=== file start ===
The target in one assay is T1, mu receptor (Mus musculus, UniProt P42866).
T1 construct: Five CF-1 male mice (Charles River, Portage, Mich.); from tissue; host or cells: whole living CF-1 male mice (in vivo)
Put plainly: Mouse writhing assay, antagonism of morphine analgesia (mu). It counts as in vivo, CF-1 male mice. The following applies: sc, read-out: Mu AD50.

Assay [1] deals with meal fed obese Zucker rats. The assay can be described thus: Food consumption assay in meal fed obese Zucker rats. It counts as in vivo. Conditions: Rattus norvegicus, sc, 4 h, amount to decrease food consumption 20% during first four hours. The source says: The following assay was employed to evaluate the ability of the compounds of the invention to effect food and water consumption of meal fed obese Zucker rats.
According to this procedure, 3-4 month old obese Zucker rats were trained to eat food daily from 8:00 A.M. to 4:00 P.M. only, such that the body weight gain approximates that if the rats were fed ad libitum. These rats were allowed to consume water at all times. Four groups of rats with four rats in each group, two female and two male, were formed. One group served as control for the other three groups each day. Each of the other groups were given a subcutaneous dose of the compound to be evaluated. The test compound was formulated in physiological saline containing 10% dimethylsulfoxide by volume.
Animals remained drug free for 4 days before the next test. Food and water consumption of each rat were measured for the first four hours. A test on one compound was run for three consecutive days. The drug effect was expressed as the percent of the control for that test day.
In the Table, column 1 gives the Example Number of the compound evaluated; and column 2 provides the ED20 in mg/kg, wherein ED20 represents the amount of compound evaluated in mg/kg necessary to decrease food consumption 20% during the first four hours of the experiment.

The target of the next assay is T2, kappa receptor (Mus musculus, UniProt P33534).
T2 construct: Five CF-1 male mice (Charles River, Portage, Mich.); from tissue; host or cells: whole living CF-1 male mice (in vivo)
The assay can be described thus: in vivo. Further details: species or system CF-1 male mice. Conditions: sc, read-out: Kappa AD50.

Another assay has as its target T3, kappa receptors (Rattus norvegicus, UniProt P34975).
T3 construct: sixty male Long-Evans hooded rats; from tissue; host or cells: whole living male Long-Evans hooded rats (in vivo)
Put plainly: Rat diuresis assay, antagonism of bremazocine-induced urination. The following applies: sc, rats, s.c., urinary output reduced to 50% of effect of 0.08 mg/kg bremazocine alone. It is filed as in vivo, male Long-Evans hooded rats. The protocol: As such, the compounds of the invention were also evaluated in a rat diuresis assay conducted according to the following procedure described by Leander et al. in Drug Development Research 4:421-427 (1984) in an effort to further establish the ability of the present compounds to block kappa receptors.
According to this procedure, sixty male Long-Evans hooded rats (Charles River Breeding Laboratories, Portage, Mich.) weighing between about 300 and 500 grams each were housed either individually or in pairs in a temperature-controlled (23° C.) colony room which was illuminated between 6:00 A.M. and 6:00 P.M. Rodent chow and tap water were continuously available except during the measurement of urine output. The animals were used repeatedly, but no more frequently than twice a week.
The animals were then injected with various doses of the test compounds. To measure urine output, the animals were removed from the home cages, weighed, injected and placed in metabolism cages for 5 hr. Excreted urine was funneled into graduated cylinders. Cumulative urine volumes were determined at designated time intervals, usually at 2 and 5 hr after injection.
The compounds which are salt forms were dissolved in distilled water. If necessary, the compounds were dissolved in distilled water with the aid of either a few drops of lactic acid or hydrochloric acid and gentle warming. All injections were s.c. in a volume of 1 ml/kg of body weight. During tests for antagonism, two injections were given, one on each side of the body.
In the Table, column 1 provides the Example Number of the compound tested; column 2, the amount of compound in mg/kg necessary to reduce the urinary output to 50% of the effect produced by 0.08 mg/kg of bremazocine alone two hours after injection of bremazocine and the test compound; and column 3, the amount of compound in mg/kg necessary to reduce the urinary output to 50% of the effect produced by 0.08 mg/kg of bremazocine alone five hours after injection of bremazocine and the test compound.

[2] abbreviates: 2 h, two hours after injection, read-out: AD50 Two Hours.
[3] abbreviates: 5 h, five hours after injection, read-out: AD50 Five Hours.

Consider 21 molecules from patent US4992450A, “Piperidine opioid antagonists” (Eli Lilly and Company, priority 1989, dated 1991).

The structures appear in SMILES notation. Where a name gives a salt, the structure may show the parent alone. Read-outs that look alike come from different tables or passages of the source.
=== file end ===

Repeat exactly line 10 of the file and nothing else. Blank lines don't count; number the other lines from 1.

The assay can be described thus: in vivo. Further details: species or system CF-1 male mice. Conditions: sc, read-out: Kappa AD50.